Liz Wiseman, founder/president of The Wiseman Group, delivered the Forum address Tuesday in the Marriott Center. Wiseman spoke on leadership and knowledge and how we can put the two together to be the best asset in the work field.
Wiseman began by addressing and discussing two questions she has spent many years studying and writing about:
Why do some leaders seem to shut down intelligence while others amplify it?
Wiseman narrowed leaders in the working field into two main categories: Diminishers and Multipliers. While intelligence can be used as a powerful tool of growth, it can also be used as a weapon. Diminishers are leaders that are smart, but shut down the smarts of others around them. Multipliers, on the other hand, are leaders who seem to make those around them smarter and more capable. The main difference between the two is tied to how the leaders use their own intelligence and their know how.
"Becoming a great leader requires us to understand how our most noble intentions can have a diminishing effect, sometimes deeply so," she said.
When does what we know get in the way of what we don't know but need to learn?
Throughout her career, Wiseman found that when she has taken on jobs she wasn't fully qualified for, she learned much more than jobs she already knew how to do.
"Who wants a job they are qualified for? There'd be nothing to learn," she said.
Wiseman appreciated her experiences in jobs she was unqualified for and had to learn her way through. When we are in positions where we know a lot, we tend to get blindsided to learning more, she said.
"When we are familiar with a subject, we tend to see what we expect to see. Sometimes we fill in the blanks, but sometimes we fail to see things altogether," Wiseman said. "When we are in rookie mode, we approach work in some simple, but powerful way.... In many ways we are actually at our best when we know the least."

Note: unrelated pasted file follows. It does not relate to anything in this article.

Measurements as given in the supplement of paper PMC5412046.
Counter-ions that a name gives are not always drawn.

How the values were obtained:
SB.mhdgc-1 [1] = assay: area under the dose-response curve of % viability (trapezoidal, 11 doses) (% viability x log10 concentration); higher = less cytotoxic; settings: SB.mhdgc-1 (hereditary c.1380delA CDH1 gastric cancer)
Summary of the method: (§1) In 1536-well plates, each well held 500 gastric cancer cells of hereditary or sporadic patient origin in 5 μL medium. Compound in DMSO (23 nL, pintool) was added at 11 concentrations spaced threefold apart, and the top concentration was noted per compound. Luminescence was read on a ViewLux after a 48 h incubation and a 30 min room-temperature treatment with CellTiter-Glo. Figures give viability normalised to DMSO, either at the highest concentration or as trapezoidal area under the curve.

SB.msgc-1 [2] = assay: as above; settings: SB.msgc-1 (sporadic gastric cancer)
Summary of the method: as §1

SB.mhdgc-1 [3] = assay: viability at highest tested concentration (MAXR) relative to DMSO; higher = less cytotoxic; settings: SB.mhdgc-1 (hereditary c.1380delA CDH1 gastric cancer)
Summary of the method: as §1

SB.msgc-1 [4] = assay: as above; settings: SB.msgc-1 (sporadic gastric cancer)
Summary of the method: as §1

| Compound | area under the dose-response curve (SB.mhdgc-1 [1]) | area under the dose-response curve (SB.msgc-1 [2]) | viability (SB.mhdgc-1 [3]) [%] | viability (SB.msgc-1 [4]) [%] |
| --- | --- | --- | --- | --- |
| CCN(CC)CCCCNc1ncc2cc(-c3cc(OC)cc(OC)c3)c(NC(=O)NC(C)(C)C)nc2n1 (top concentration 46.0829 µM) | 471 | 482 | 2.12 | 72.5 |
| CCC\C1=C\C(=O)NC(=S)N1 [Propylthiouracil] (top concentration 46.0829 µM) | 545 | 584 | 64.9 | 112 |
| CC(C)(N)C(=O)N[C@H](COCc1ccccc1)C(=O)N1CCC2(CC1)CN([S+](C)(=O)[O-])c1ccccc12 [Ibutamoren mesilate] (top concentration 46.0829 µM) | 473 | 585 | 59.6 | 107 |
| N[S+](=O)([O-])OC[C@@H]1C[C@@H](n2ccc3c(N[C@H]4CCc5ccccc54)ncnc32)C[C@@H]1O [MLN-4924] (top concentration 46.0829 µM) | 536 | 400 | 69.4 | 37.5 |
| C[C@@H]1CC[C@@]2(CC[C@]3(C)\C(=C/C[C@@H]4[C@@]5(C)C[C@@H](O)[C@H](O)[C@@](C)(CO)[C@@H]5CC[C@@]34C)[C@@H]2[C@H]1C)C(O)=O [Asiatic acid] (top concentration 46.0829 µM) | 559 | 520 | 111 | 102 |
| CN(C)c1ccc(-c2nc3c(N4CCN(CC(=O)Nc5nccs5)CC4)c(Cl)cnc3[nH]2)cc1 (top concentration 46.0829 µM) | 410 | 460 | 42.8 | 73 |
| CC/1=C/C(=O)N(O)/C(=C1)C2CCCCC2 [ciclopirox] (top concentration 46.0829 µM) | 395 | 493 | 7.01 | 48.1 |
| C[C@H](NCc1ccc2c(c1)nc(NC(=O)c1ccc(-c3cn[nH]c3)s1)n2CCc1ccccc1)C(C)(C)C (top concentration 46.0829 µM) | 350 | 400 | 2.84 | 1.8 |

Wiseman ended with four practices to help everyone escape the trap of our own knowledge in the professional world.
1. Learn to ask questions
"One of the most powerful shifts a leader can make is to operate from a place of inquiry rather than a place of knowing," Wiseman said. "Most people don't need you to tell them what to do. They need you to ask an intelligent question. We can tell less and ask more."
2. Admit what you don't know
Instead of simply reiterating the problem, help others learn how do fix the problem, said Wiseman. If you don't know how to fix the problem, then admit that you don't and then proceed to figure it out together.
"If you are the new hire, relax, you don't have to pretend either...your value will come from the know-how you build, not the know-how you bring," she said.
3. Throw away your notes
"If we want to inject some fresh thinking into our work we can toss out our notes or the tools that we've become dependent on," Wiseman said.
4. Learn to see the genius of others
It might be easier to assume that others need to be told how to carry out tasks, but by stepping back and looking for the genius of each individual, it's possible to help them excel at who they really are.
"Instead of dispensing knowledge, discover the genius in others," Wiseman said.
Following the Forum, Wiseman answered questions from students.
Q: What would you change about BYU?
A: I would like it to be a place where people ask each other hard questions; a place where thinking and questioning is in a public space where there can be debate. An institution where we push hard.
Q: How do you balance work and being a good parent?
A: Our children come to us how they are. Parenting is where we learn the art of leadership. Our job isn't to instill as much as it is to help remove clutter and to help them not wreck. For those of you wanting to work and be a parent, it is not a path that I would recommend. If you do want to pursue it, make sure you have a spouse that is willing to co-parent, that you know that it is God's plan for you and that you have a complete sense of peace that you could do both.
Next Week's Devotional: Elder Marcus B. Nash
The next Devotional address will be held on Tuesday, February 2, at 11:05 a.m., in the Marriott Center.
Elder Marcus B. Nash, of the Quorum of the Seventy of The Church of Jesus Christ of Latter-day Saints, will give the Devotional address.
His remarks will be broadcast live on BYUtv, BYUtv.org, KBYU-TV 11, Classical 89 FM, BYU Radio.